Two — no, three — things in life are sure: Death, taxes, and the fact that storage manufacturers will continue to cram ever-more ridiculous quantities of memory into tinier packages.
SanDisk announced a new 32-GB microSDHC card on Monday, effectively doubling the maximum storage capacity of the tiny, less-than-dime-sized memory chips found in many modern smartphones. This is the maximum capacity that the HC-format microSD cards can hold, so any further advances will have to wait until manufacturers start installing microSD-XC slots in their phones.
The advance means it is now possible to swallow an entire 7,000-song iTunes library, or 10 hours of uncompressed HD video, without gagging.
SanDisk says its new card will be available for purchase on its website starting Tuesday, and through retail channels shortly thereafter.
With a retail price of $200 and a weight of just 0.5 grams, you’ll want to be extra-careful with this minuscule memory chip, as it’s worth about 11 times its weight in gold.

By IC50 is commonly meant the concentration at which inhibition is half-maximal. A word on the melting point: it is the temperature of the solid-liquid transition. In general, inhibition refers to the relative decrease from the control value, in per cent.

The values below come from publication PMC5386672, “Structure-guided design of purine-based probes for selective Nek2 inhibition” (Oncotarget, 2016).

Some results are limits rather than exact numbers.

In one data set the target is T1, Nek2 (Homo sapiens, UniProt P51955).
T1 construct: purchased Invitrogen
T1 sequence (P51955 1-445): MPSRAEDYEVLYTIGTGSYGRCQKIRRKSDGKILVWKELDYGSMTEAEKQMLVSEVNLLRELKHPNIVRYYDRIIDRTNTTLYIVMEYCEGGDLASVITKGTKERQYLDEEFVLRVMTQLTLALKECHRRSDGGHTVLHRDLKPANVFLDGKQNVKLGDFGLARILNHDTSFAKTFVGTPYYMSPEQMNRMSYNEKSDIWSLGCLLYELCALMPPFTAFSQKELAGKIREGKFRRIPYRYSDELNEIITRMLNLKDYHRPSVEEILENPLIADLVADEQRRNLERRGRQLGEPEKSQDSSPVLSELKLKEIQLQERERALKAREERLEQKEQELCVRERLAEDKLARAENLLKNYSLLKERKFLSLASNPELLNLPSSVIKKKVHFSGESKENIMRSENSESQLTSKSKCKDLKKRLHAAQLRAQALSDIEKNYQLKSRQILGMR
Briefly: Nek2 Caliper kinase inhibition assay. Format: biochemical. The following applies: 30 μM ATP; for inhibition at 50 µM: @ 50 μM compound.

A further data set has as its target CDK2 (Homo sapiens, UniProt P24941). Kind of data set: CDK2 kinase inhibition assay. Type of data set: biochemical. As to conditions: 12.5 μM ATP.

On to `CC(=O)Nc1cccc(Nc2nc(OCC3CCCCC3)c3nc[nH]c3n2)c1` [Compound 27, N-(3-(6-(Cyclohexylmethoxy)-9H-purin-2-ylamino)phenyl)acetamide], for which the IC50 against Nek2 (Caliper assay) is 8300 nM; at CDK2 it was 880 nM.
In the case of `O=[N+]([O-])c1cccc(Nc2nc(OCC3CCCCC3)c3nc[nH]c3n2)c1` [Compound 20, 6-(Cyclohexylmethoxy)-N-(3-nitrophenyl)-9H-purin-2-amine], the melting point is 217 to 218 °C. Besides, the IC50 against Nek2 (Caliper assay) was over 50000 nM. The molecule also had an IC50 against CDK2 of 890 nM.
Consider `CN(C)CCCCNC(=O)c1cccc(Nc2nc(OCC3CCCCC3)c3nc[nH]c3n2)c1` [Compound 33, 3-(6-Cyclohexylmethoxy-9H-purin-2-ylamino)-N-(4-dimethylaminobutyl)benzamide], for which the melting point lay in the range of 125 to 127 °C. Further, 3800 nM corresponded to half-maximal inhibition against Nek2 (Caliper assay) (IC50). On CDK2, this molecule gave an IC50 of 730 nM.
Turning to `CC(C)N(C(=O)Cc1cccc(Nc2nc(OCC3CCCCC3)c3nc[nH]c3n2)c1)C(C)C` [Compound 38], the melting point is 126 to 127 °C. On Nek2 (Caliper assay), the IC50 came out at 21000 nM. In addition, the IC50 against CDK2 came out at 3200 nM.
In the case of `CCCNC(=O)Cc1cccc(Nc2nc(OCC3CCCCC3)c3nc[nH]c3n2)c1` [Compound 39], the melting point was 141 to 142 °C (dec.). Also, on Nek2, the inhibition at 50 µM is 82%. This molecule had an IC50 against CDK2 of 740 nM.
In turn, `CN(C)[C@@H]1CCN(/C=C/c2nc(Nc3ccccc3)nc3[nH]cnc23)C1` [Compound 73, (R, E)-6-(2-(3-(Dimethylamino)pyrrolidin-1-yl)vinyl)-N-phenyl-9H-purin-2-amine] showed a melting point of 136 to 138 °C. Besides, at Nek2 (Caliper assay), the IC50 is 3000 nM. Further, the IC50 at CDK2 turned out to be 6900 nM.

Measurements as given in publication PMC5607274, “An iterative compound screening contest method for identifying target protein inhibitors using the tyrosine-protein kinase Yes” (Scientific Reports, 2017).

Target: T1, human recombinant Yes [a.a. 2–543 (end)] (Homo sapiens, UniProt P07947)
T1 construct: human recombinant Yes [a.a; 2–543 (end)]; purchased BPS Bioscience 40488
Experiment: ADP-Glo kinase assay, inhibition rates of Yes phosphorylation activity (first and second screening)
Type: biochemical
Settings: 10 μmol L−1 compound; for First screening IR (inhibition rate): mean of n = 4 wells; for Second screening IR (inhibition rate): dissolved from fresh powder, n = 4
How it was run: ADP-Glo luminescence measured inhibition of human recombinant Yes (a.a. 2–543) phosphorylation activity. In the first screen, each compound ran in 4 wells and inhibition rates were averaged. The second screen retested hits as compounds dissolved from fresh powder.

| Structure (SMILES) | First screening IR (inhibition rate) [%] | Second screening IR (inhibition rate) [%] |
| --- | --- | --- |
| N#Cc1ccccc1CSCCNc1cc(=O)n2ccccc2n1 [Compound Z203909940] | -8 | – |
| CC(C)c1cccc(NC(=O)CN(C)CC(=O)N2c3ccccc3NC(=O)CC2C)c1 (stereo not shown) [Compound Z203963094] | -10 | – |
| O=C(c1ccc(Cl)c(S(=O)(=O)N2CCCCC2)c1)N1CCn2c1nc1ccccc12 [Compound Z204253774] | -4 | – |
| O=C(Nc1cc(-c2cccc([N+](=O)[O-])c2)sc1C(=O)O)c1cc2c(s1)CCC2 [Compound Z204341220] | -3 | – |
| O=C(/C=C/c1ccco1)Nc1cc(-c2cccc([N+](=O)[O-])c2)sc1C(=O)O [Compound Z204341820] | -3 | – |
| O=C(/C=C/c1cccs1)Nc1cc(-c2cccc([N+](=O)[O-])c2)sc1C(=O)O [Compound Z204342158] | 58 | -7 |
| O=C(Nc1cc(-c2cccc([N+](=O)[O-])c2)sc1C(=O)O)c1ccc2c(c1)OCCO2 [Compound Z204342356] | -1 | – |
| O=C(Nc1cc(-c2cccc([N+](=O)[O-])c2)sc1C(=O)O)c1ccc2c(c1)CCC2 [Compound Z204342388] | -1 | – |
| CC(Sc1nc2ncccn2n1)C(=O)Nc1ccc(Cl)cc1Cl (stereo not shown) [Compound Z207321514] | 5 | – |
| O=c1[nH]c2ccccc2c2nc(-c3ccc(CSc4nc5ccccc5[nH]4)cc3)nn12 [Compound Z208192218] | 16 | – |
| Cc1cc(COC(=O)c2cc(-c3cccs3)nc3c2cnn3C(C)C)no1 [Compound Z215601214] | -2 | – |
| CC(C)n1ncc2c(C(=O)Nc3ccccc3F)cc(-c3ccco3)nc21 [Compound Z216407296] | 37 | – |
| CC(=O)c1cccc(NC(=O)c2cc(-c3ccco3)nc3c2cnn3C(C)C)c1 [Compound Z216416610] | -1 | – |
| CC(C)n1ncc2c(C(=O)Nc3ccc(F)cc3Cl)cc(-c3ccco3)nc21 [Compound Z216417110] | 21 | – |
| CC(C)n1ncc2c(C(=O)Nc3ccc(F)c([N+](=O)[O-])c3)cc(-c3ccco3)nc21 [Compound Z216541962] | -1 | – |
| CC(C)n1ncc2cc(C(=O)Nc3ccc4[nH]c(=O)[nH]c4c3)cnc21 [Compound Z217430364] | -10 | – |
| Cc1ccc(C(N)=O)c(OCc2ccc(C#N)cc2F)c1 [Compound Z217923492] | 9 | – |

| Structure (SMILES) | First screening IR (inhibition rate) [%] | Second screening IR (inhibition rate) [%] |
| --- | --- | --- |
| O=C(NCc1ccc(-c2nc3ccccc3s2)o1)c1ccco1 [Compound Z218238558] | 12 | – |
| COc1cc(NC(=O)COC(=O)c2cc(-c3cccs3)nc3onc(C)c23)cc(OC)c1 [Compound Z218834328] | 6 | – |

To achieve the increased capacity, SanDisk did two things: Switch to a 32-nanometer production process, and stack eight memory chips vertically inside the microSD card.
The first change refers to the size of a typical memory component, which is now around 32nm, or about the same size as the circuits used in Intel’s latest Core i3 and Core i5 chips. Using smaller circuitry enables the company to cram more bits onto a wafer of silicon.
The second change is pure micromechanical engineering. Although a microSD card is only 1mm thick, including the plastic housing, SanDisk’s engineers have managed to squeeze a vertical stack of eight memory chips inside it. Each chip holds 4 GB of data, so altogether the stack holds 32 GB.
“You’re basically talking about an entire jukebox on a flash memory chip the size of your pinkie fingernail,” said SanDisk vice president Eric Bone.
In music, timing is everything. When you’re dancing with an enormous machine, it’s even more important to get the timing correct, down to the microsecond.
For its latest video, released on YouTube Monday night, pop band OK Go recruited a gang of very talented engineers to build a huge, elaborate Rube Goldberg machine whose action perfectly meshes with the band’s song, “This Too Shall Pass,” from the band’s new album, Of the Blue Color of the Sky.
For nearly four minutes — captured in a single, unbroken camera shot — the machine rolls metal balls down tracks, swings sledgehammers, pours water, unfurls flags and drops a flock of umbrellas from the second story, all perfectly synchronized with the song. A few gasp-inducing, grin-producing moments when the machine’s action lines up so perfectly, you can only shake your head in admiration at the creativity and precision of the builders.